This increase will be a result of the e-toll scheme trying to find alternative ways of funding.
They believe that the E-Toll scheme is expected to be scrapped completely because it’s collapsed.
Finance Minister Enoch Godongwana is expected to make an announcement on the future of Gauteng e-tolls when he tables the Medium-Term Budget Policy Statement later this month.
Outa CEO Wayne Duvenage, says, “We do expect that they are going to scrap the scheme because they don’t have an alternative. The scheme has completely collapsed. The big question is, what are they going to announce it with? Are they going to announce an increase in the fuel levy to try to fund the outstanding bonds? That would be a mistake. Now, we all know petrol is extremely expensive and that. So, we believe that would be a bad decision.”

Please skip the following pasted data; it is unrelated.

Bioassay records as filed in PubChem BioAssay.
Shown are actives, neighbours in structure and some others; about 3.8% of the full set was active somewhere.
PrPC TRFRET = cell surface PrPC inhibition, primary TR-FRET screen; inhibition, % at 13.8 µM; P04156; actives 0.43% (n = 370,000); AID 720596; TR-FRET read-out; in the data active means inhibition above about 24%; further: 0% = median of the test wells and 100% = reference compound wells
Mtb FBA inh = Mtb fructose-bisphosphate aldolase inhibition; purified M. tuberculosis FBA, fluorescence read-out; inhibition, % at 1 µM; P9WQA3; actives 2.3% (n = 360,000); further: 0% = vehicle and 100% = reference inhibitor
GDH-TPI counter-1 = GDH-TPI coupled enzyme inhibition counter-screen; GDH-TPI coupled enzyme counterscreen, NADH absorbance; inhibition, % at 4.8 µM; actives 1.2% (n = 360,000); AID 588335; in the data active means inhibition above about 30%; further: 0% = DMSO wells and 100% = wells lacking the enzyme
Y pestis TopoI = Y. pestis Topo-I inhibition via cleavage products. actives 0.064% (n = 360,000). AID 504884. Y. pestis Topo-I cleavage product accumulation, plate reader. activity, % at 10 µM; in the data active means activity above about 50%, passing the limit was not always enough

Last week, the Central Energy Fund said petrol may decrease by around R1 with diesel expected to rise between 12c and 17c per litre.
Automobile Association’s Spokesperson Layton Beard said at the time, “We are looking at around R6 in taxes that are added to every litre of fuel; R3.94 goes to the General Fuel Levy (GFL) and we know that goes to the fiscus. The GFL is one of those taxes that are up for discussion every time the fuel price is being discussed.”
Earlier in September, the Department of Mineral Resources and Energy announced a fuel price drop. Motorists got a reduction of over R2 at the petrol pumps with both grades of petrol decreased by R2.4 cents per litre. Diesel went down to cost between 46c and 56c less per litre.
The fuel price drops will see South Africans paying less for their fuel compared to what they were paying in earlier this year.